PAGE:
Retro-clones also are widely referred to as "OSR", "Old School", or "Old School Renaissance" games. In general, retro-clones are considered an established, accepted part of the hobby and they hold a particular fascination for many gamers.
Retro-clones can be (more or less) distributed into three broad categories:
- 1 - "Original" or "0e" games, based primarily on Dungeons & Dragons (Original Edition)
- 2 - "Basic" games, based primarily on one of the flavors of Basic Dungeons & Dragons
- 3 - "AD&D" or "1e" games, based primarily on Advanced Dungeons & Dragons (1st Edition) or Advanced Dungeons & Dragons (2nd Edition)
There obviously is much overlap and interplay between these broad categories, especially when it comes to "re-imagining" them into a new system. Many retro-clone games draw freely from multiple sources. Most retro-clone games seek to preserve the "look and feel" of the originals while offering something additional or new - however, some implementations seek to preserve the originals as closely as possible with a minimal amount of innovation. Both approaches are valid and interesting.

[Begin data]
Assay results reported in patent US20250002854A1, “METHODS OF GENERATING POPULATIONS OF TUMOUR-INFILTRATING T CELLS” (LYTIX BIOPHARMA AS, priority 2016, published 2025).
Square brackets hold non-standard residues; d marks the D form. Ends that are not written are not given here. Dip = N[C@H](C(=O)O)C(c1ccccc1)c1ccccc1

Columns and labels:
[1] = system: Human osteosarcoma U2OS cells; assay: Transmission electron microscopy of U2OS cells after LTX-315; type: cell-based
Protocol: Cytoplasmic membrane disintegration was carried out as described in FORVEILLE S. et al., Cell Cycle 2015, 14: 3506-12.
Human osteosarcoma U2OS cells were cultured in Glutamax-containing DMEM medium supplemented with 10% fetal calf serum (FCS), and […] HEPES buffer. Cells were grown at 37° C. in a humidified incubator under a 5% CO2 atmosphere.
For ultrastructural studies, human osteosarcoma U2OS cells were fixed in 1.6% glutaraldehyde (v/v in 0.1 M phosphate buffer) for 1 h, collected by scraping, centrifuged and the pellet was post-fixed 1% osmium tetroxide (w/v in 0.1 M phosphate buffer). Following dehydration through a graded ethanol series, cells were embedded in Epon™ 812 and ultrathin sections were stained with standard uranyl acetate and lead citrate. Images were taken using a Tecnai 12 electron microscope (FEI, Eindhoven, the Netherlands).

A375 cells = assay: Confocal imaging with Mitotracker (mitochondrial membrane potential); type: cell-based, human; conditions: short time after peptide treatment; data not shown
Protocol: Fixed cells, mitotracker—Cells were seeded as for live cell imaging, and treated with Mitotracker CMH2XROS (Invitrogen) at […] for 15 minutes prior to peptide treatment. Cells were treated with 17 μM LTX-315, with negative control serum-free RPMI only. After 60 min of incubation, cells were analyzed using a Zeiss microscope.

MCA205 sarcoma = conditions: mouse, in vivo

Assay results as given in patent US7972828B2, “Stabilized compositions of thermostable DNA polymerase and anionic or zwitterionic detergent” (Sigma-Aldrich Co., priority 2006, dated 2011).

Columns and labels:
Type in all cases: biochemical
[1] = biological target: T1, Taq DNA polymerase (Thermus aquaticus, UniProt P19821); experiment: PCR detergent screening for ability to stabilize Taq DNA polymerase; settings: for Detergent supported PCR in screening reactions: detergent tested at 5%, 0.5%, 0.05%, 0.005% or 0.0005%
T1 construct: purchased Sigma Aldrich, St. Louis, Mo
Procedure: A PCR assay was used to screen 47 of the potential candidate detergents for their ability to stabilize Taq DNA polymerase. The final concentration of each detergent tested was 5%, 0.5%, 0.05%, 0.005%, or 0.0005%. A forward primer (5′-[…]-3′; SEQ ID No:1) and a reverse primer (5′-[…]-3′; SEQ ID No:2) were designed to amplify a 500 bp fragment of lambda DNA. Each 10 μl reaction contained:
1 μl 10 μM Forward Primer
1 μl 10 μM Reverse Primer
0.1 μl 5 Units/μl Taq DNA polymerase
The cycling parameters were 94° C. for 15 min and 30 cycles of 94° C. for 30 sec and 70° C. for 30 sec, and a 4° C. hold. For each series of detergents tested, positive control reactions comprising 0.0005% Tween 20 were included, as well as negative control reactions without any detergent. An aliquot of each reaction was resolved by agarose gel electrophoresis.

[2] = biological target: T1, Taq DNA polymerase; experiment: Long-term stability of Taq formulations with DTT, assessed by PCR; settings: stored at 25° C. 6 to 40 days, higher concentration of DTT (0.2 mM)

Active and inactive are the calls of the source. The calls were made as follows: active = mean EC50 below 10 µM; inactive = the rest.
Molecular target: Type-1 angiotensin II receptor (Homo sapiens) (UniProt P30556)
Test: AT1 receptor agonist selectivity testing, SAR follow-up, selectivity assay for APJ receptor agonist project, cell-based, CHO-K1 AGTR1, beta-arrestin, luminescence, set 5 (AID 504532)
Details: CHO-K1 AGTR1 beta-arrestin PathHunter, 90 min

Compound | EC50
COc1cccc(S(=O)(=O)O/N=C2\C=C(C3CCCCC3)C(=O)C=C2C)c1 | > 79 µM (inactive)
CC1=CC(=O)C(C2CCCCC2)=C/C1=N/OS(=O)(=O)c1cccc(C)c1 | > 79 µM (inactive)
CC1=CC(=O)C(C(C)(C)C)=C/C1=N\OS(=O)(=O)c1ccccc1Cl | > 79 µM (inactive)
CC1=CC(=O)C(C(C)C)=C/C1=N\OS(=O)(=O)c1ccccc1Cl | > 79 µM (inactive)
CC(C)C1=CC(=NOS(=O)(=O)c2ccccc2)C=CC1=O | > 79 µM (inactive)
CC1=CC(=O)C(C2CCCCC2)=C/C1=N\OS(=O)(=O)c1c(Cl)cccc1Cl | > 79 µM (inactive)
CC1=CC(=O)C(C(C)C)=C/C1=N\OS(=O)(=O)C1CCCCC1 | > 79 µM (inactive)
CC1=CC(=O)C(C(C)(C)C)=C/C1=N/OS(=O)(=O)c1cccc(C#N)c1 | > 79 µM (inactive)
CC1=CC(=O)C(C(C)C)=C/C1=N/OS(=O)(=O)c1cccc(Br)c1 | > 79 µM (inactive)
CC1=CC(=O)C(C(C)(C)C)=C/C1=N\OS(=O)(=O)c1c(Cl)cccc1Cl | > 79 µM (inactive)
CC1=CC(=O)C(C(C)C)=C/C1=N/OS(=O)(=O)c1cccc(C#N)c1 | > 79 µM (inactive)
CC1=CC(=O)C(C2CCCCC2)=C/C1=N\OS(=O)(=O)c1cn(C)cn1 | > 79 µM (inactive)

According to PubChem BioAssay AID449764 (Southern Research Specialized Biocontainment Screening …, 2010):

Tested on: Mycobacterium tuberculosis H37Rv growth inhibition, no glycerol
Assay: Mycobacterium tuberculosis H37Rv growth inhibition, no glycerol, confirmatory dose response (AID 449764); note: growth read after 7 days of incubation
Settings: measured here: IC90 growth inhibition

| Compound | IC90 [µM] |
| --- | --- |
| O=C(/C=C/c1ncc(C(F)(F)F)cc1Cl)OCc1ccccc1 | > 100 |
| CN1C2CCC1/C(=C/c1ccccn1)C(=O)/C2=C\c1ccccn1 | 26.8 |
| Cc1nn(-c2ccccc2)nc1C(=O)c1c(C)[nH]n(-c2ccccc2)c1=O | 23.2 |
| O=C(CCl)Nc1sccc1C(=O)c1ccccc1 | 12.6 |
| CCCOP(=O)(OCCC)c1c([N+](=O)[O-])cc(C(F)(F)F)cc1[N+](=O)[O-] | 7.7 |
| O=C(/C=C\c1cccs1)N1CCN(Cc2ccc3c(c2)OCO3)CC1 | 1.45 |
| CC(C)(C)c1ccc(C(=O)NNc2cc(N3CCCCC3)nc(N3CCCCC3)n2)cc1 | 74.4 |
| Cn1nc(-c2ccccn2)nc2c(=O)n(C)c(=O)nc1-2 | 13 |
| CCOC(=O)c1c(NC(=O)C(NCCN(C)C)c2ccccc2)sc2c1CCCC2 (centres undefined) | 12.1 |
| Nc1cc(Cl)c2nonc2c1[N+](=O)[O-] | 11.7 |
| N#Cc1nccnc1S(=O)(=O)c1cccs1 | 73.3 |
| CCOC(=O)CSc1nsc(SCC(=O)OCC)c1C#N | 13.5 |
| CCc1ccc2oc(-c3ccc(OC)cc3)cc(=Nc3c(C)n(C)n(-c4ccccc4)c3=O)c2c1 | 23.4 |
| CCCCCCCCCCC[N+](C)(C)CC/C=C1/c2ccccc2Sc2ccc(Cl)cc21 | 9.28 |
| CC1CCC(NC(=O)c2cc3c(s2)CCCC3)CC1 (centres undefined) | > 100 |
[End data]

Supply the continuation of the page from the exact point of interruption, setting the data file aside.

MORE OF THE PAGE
A further complication arises when well-known and well-established retro-clones are themselves used as the basis of another retro-clone, resulting in a "two steps removed" type of game experience. For example, there are many re-implementations of the notable retro-clone Swords & Wizardry - see Swords & Wizardry and Compatible Products. To a somewhat lesser extent, the notable retro-clone Labyrinth Lord has itself served as the basis for several other games - see Labyrinth Lord Compatible.
For other popular retro-clone families see:
- The Fantasy Trip and Compatible Products
- Marvel Super Heroes and Compatible Products
- Star Wars D6 Compatible Products